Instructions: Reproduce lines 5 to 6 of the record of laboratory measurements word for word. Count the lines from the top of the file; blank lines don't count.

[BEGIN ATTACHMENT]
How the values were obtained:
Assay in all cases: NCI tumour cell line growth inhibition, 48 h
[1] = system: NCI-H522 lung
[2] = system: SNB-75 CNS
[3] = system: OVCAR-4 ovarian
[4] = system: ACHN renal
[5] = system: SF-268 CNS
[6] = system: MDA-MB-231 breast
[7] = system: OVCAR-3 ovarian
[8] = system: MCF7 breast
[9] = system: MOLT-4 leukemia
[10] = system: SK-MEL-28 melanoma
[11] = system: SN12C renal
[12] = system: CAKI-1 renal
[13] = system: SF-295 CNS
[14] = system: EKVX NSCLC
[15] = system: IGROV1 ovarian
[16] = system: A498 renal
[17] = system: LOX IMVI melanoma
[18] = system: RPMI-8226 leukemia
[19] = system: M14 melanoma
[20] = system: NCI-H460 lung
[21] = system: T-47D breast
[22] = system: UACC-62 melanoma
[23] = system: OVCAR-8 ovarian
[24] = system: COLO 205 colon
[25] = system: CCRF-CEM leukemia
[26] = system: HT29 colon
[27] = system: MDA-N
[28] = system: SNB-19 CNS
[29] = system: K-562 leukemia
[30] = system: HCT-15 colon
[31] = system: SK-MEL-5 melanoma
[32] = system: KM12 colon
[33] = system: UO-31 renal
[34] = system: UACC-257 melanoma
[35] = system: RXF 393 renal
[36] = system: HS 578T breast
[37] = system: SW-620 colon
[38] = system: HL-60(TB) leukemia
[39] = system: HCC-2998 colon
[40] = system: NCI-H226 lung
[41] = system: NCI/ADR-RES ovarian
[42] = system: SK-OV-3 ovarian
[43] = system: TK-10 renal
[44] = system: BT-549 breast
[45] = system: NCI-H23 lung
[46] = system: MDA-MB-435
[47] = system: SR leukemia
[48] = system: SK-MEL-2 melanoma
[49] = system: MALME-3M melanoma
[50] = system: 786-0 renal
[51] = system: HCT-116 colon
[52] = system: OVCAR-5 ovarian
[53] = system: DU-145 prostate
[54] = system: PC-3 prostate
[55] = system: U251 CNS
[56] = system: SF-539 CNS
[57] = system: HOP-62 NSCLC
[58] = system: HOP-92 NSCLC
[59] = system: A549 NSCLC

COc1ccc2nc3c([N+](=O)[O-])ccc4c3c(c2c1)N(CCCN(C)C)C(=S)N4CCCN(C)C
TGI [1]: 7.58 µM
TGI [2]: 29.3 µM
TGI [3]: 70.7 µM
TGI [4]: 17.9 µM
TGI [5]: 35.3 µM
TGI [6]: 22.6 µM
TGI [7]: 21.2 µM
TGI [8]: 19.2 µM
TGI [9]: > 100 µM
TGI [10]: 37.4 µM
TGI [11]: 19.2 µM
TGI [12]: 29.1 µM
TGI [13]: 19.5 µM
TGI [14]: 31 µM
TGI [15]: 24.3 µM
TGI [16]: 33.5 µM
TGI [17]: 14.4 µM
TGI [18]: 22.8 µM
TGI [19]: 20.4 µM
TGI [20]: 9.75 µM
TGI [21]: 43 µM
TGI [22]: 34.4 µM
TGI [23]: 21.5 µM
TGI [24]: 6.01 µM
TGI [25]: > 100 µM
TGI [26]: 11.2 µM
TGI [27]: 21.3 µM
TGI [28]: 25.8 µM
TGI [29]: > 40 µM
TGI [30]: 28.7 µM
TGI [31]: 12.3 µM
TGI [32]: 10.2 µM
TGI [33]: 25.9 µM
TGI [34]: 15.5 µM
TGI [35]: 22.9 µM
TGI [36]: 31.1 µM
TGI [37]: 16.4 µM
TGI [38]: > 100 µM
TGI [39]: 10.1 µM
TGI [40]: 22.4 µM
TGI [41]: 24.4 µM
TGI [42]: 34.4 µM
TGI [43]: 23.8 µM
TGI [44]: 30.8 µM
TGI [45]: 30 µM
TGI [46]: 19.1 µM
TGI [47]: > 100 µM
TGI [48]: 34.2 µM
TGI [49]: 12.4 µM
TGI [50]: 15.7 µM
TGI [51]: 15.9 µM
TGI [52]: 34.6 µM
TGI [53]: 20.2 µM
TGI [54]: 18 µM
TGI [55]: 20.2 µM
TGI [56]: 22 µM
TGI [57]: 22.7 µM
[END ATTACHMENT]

[3] = system: OVCAR-4 ovarian
[4] = system: ACHN renal